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Recording cattle maternal behaviour using proximity loggers and tri-axial accelerometers
journal contributionposted on 04.05.2022, 02:58 authored by Harpreet Kour, Kym P Patison, Nicholas CorbetNicholas Corbet, David SwainDavid Swain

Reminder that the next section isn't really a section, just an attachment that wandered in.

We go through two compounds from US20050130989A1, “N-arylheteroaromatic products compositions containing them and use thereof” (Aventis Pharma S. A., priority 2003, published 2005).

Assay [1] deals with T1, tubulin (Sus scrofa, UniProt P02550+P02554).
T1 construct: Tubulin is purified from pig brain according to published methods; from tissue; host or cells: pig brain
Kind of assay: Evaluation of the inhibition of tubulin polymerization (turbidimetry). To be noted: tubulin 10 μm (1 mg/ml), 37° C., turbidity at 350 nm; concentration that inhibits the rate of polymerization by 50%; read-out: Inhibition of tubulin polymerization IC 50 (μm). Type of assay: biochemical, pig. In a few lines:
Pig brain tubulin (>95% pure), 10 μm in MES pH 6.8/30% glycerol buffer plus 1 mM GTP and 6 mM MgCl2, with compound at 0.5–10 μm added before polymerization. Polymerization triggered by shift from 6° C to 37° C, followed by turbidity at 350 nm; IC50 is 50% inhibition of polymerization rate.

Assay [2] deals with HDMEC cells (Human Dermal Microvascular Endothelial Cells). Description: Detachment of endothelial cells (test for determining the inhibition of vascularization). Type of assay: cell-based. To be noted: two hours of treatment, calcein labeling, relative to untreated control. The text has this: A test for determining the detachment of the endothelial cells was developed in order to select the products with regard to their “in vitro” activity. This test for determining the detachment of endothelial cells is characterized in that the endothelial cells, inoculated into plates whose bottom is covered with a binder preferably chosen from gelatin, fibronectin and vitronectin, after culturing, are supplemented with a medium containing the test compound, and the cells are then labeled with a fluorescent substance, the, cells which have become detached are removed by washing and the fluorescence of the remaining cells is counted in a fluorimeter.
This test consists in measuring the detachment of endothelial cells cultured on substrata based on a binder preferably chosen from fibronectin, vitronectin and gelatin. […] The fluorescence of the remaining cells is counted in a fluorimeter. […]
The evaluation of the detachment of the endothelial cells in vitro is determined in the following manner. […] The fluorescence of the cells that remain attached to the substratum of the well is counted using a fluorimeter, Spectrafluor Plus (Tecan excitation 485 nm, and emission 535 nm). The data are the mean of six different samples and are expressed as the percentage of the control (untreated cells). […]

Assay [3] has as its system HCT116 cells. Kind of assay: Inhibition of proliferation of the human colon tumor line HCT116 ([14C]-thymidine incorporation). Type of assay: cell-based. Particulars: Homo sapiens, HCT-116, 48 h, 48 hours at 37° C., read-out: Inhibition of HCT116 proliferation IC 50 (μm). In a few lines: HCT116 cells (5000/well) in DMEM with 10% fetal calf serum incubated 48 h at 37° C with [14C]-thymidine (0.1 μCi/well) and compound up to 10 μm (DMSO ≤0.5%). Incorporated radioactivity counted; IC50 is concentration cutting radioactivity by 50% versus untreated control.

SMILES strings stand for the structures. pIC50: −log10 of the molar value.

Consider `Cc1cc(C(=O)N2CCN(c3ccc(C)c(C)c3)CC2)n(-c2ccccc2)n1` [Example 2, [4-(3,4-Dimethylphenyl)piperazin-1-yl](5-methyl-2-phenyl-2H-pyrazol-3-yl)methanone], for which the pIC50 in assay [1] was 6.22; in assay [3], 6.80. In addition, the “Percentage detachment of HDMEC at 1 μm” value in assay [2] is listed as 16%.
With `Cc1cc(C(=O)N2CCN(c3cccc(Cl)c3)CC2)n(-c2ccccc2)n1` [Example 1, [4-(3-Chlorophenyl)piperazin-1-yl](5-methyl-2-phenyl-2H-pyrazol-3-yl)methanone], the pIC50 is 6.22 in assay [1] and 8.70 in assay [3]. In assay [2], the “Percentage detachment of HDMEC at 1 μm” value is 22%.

The close proximities between cow–calf pairs and suckling behaviour of calves are very important for calf survival; as the cow provides nutrients (milk) and protection to the calf from predators and teaches various important life survival skills. In extensive production systems, with the help of technology précised and accurate data of animal behaviour can be obtained. This study used tri-axial accelerometers and proximity loggers to record the time spent in suckling and in close proximity by cow–calf pairs, respectively. The relationship between these two behaviours and similarities in circadian variations were explored. The use of proximity loggers as a proxy for accelerometers to record suckling behaviour was investigated. The effect of sex, age, birth weight of calves; weight of both cows and calves at the time of data collection and parity of cows on the time spent by cow–calf pairs in close proximity was determined. During the 2015–16 breeding season, 28 B. taurus (Belmont Red) cow–calf pairs were studied for 12 days. Proximity logging collars were fitted to all cows and calves, while calves were also fitted with halters containing tri-axial accelerometers on the right-side strap. The results showed that calves spent on average 102.5 ± 13.26 min per day in close proximity to their dams, with the average duration of each close proximity was 0.7 ± 0.07 min, and the average number of close proximities in 24 h was 128.5 ± 16.98. Calves spent a total of 73.3 ± 7.36 min per day suckling, with an average duration of each suckling bout of 9.4 ± 0.39 min, and an average number of 7.7 ± 0.67 suckling bouts in 24 h. There was no relation found between any parameters of time spent in close proximity with time spent in suckling. All the suckling events recorded by accelerometers were not recorded as close proximity by proximity loggers due to interrupted signals, confirming that proximity loggers were not a suitable proxy to record the suckling bouts. The frequency, average duration and total duration of contacts between cow–calf pairs were greater during non-suckling events compared with suckling events. Three similar peaks in circadian pattern of frequency of contact and suckling were found. The calves’ age, birth weight, weight of both calves and cows at the time of data collection and parities of cows had no effect on their close proximity. The female calves contacted with their dams more frequently than male calves.